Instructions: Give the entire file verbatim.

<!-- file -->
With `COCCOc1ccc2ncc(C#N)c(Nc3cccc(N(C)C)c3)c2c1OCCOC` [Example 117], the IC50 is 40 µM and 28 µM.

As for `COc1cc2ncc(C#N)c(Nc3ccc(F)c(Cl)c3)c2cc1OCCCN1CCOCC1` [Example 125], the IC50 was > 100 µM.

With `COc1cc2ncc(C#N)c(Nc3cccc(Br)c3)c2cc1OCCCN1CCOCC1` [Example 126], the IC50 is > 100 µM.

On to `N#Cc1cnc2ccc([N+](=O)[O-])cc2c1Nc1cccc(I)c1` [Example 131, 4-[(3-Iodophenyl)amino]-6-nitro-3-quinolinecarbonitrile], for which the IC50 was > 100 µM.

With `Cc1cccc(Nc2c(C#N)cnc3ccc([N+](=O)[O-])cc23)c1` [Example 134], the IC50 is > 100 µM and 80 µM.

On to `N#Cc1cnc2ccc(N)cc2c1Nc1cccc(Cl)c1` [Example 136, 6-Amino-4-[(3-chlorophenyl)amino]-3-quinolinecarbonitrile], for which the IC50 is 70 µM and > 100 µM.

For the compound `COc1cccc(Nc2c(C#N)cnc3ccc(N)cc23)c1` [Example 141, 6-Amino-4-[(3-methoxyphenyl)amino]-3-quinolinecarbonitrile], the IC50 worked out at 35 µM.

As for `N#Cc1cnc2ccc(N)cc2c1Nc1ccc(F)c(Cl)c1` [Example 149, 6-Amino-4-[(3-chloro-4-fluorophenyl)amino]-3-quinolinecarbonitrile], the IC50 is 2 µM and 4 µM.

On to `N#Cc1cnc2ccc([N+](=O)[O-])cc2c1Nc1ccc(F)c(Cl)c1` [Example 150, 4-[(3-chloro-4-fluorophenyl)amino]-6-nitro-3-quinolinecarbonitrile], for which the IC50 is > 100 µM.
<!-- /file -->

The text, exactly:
With `COCCOc1ccc2ncc(C#N)c(Nc3cccc(N(C)C)c3)c2c1OCCOC` [Example 117], the IC50 is 40 µM and 28 µM.

As for `COc1cc2ncc(C#N)c(Nc3ccc(F)c(Cl)c3)c2cc1OCCCN1CCOCC1` [Example 125], the IC50 was > 100 µM.

With `COc1cc2ncc(C#N)c(Nc3cccc(Br)c3)c2cc1OCCCN1CCOCC1` [Example 126], the IC50 is > 100 µM.

On to `N#Cc1cnc2ccc([N+](=O)[O-])cc2c1Nc1cccc(I)c1` [Example 131, 4-[(3-Iodophenyl)amino]-6-nitro-3-quinolinecarbonitrile], for which the IC50 was > 100 µM.

With `Cc1cccc(Nc2c(C#N)cnc3ccc([N+](=O)[O-])cc23)c1` [Example 134], the IC50 is > 100 µM and 80 µM.

On to `N#Cc1cnc2ccc(N)cc2c1Nc1cccc(Cl)c1` [Example 136, 6-Amino-4-[(3-chlorophenyl)amino]-3-quinolinecarbonitrile], for which the IC50 is 70 µM and > 100 µM.

For the compound `COc1cccc(Nc2c(C#N)cnc3ccc(N)cc23)c1` [Example 141, 6-Amino-4-[(3-methoxyphenyl)amino]-3-quinolinecarbonitrile], the IC50 worked out at 35 µM.

As for `N#Cc1cnc2ccc(N)cc2c1Nc1ccc(F)c(Cl)c1` [Example 149, 6-Amino-4-[(3-chloro-4-fluorophenyl)amino]-3-quinolinecarbonitrile], the IC50 is 2 µM and 4 µM.

On to `N#Cc1cnc2ccc([N+](=O)[O-])cc2c1Nc1ccc(F)c(Cl)c1` [Example 150, 4-[(3-chloro-4-fluorophenyl)amino]-6-nitro-3-quinolinecarbonitrile], for which the IC50 is > 100 µM.